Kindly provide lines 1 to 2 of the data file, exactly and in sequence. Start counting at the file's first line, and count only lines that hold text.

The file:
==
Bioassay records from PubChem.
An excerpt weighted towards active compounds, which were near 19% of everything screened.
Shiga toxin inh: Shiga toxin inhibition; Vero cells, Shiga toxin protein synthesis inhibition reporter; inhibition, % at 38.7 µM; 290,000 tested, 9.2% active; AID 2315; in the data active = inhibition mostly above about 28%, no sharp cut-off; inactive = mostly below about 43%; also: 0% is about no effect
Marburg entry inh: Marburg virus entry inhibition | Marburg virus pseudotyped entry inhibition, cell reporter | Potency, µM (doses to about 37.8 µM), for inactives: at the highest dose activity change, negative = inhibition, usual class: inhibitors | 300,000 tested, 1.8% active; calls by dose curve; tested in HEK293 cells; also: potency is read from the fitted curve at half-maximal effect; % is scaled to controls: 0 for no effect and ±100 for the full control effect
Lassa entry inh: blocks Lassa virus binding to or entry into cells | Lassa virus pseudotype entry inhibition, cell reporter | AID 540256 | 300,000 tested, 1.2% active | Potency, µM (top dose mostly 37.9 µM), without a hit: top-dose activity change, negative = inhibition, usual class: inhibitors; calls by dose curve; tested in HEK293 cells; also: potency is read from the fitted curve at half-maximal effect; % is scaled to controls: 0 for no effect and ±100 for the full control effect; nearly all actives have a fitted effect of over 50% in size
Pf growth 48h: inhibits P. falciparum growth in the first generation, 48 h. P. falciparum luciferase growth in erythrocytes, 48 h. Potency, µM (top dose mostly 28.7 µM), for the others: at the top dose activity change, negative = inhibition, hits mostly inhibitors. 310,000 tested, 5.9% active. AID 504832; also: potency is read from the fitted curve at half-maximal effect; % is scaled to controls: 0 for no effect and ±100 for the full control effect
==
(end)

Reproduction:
Bioassay records from PubChem.
An excerpt weighted towards active compounds, which were near 19% of everything screened.